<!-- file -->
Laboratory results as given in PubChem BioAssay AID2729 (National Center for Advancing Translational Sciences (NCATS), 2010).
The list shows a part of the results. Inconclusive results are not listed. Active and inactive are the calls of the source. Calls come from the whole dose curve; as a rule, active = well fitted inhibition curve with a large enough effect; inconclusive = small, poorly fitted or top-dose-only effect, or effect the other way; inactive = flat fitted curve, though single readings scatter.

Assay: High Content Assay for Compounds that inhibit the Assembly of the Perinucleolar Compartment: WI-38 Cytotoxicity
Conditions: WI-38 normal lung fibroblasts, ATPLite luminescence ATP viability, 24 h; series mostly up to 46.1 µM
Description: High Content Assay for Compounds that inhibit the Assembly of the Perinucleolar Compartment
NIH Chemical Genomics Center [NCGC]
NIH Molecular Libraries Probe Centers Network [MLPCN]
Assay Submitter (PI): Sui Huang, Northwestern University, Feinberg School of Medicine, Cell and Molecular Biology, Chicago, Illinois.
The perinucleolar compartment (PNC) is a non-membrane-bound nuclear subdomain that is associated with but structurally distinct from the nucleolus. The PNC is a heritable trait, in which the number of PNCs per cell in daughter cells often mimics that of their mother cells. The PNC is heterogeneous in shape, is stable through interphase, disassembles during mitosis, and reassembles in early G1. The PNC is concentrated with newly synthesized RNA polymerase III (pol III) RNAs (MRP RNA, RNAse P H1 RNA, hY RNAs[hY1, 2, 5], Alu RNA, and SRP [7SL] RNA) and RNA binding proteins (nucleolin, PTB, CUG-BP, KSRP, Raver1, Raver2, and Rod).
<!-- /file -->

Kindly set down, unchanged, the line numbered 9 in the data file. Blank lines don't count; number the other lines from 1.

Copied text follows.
The perinucleolar compartment (PNC) is a non-membrane-bound nuclear subdomain that is associated with but structurally distinct from the nucleolus. The PNC is a heritable trait, in which the number of PNCs per cell in daughter cells often mimics that of their mother cells. The PNC is heterogeneous in shape, is stable through interphase, disassembles during mitosis, and reassembles in early G1. The PNC is concentrated with newly synthesized RNA polymerase III (pol III) RNAs (MRP RNA, RNAse P H1 RNA, hY RNAs[hY1, 2, 5], Alu RNA, and SRP [7SL] RNA) and RNA binding proteins (nucleolin, PTB, CUG-BP, KSRP, Raver1, Raver2, and Rod).